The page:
A game of 2 Hulks

“I’m always angry.”

After seeing another of those films that I never caught on its release – The Incredible Hulk – it got me thinking about its companion movie Hulk (which unlike a lot of people, I really admired when it came out) and how very different the two films were from the same source.

Hulk_Eric BanaAng Lee, the director of Hulk, seemed a strange choice for a Marvel superhero movie but I really thought he did something different and more adult with the material – which is probably why it didn’t do that well. He wasn’t as successful as the reinvention of Batman subsequently was by Christopher Nolan but it wasn’t bad. He had some great actors – Eric Bana (as Banner), Jennifer Connelly, Sam Elliott, Josh Lucas and a too over-the-top Nick Nolte but never mind; and a fantastic design. Looking at how Banner became the Hulk and the past events that haunt both him and his father was a real psychological study of trauma but I can imagine that the measured pacing and sparse dialogue wouldn’t appeal to everyone – particularly the teen/ young audience that the film versions of the Marvel universe are mostly aimed at.

The Incredible Hulk_Edward NortonSo, lo and behold, another Hulk appeared some time later: The Incredible Hulk – in an attempt to reinvigorate the franchise. This time helmed by Louis Leterrier, who went on to remake Clash of the Titans (not as well as this). There was a script with a nice sprinkling of funny lines and another strong acting ensemble of William Hurt, Liv Tyler, Tim Roth and headed up by Edward Norton as Banner. The events seemed to pick up from where Hulk left them, with Banner on the run from General Ross and his new experiment, played with dark purpose by Roth, and not wanting to involve the girl which just can’t let go of. The whole thing moved along at much more of a pace than Hulk but overall, I just didn’t think Norton was quite the right choice as Banner. He’s a fascinatingly deep actor, who brings an amazing focus to whatever he does (a good element for Dr Bruce) and I know Banner is an intellectual beast but I feel Norton’s at home with more visceral non-fantasy stuff that what’s required here.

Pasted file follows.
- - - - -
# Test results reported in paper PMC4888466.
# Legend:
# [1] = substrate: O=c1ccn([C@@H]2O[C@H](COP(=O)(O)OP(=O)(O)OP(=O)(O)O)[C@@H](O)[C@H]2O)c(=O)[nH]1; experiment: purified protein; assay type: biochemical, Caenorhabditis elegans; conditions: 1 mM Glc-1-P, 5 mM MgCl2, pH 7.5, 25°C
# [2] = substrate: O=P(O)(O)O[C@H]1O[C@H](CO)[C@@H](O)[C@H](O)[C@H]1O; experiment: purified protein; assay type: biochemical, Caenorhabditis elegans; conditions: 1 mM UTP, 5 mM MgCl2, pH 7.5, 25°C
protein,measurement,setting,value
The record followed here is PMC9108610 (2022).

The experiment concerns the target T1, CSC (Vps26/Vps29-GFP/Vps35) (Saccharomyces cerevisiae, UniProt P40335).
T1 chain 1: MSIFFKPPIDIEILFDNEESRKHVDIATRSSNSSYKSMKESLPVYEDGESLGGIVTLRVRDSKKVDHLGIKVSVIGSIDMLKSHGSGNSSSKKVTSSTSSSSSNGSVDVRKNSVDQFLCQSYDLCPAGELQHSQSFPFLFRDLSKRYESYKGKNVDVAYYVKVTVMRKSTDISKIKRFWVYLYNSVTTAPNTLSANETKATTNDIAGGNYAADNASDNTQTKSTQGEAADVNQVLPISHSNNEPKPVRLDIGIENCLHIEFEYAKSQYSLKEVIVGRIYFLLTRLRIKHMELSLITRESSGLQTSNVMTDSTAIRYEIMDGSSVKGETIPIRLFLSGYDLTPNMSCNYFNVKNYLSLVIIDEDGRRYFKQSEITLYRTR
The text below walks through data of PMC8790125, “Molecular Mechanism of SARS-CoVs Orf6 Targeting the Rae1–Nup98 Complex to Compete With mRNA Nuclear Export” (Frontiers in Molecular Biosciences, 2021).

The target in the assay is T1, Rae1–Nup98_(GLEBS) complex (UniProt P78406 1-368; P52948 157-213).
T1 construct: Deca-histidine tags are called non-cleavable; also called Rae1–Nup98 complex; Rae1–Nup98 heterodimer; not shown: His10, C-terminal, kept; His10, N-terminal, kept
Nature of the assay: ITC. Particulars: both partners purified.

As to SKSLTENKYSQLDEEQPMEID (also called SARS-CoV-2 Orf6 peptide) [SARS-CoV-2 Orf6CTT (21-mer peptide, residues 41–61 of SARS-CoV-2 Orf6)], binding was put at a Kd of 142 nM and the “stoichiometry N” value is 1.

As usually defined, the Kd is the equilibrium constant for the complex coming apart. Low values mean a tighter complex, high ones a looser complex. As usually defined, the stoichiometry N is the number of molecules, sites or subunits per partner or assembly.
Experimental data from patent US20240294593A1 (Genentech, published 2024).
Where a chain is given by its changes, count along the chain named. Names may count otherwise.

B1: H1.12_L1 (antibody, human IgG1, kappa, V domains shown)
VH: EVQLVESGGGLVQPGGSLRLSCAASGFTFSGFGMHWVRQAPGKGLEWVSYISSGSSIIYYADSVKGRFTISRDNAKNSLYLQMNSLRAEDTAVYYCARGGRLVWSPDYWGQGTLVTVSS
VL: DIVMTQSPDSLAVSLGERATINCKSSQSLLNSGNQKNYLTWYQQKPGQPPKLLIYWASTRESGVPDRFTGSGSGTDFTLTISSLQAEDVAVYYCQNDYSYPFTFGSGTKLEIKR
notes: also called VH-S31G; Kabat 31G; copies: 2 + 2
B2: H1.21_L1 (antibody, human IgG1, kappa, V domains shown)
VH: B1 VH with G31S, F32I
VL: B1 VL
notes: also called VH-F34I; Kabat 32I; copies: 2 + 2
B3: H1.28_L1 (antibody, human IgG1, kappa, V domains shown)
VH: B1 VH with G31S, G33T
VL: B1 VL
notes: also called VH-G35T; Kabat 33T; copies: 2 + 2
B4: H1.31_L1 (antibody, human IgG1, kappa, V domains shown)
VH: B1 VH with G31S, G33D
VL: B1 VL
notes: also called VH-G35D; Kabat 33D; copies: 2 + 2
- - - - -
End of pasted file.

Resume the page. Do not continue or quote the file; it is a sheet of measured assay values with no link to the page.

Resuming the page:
Now we have Mark Ruffalo (fantastic casting) as Banner in The Avengers to look forward to. Writer/ director Joss Whedon certainly has the fantasy chops from Buffy, Angel and the brilliant Serenity to make The Avengers work, so we’ll see if such a wacky idea – a bunch of superheroes from a number of comics/ movies, forging an alliance to defeat an evil foe – does the business when it hits the screens in late April.

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